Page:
On December 12th, the British Columbia Court of Appeal adopted the following statement from North American Trust Co. v. Mercer International Inc. (1999) 1999 CanLII 4550 (BC SC), 71 B.C.L.R. (3d) 72 (S.C.) on the redaction of irrelevant or sensitive information from otherwise relevant documents:
Under the rules of this court, a litigant cannot avoid producing a document in its entirety simply because some parts of it may not be relevant. The whole of the document is producible if a part of it relates to a matter in question. But where what is clearly not relevant is by its nature such that there is good reason why it should not be disclosed, a litigant may be excused from having to make disclosure that will in no way serve to resolve the issues. In controlling its process, the court will not permit one party to take unfair advantage or to create undue embarrassment by requiring another to disclose part of a document that could cause considerable harm but serve no legitimate purpose in resolving the issues.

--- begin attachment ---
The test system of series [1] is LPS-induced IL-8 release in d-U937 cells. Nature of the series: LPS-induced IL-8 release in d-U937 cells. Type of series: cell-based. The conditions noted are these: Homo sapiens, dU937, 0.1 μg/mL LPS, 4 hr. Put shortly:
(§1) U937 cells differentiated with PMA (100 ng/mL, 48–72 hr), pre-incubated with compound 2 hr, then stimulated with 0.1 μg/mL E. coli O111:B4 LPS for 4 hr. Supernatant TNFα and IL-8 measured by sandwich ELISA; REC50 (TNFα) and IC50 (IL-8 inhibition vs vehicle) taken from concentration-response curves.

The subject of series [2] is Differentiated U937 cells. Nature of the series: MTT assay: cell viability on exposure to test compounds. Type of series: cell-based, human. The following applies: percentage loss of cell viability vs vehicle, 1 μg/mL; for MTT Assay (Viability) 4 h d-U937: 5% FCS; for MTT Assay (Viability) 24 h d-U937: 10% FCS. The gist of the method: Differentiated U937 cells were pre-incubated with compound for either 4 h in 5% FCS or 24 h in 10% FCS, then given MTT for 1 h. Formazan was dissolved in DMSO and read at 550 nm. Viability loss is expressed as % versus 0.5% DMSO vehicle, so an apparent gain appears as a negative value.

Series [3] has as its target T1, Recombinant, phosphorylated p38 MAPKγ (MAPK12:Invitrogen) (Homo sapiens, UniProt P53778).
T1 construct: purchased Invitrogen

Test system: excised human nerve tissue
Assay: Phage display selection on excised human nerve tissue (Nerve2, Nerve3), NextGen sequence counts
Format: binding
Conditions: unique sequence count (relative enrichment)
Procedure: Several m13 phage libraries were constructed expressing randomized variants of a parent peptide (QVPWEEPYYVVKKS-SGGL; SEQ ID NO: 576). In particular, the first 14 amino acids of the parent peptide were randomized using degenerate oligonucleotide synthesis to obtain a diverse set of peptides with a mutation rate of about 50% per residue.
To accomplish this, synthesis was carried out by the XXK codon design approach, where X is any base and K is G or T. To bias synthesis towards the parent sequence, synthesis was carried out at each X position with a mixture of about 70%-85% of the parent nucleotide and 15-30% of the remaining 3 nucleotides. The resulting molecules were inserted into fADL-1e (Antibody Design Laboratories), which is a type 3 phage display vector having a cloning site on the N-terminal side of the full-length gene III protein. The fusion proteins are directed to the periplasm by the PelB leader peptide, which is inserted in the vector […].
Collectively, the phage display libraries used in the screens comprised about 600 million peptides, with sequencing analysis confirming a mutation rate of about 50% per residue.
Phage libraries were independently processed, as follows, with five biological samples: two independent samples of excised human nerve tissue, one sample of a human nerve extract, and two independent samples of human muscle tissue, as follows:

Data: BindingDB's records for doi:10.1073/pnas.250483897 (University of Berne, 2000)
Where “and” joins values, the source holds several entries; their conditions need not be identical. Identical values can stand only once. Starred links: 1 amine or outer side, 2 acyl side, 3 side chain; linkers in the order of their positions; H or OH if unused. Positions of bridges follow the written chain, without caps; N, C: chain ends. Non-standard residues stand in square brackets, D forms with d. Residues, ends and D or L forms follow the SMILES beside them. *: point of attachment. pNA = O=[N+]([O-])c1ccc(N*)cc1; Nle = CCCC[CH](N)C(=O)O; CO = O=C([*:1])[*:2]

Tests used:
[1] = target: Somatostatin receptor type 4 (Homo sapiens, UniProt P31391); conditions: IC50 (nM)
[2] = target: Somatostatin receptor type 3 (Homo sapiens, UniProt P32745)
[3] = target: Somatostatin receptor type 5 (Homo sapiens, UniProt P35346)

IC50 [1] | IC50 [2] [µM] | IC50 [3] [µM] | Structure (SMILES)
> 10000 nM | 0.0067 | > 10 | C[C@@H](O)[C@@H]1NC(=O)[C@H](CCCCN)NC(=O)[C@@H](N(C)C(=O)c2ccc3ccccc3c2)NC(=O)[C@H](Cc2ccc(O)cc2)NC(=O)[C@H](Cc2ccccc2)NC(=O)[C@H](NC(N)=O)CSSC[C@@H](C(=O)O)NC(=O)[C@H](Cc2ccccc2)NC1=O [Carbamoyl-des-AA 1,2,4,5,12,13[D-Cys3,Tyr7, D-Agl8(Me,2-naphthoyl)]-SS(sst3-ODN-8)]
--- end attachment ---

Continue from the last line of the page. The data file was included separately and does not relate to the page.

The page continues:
This same statement has been adopted as reflective of Ontario law by the Ontario Superior Court of Justice: see McGee v. London Life Insurance Company Limited, 2010 ONSC 1408 (CanLII).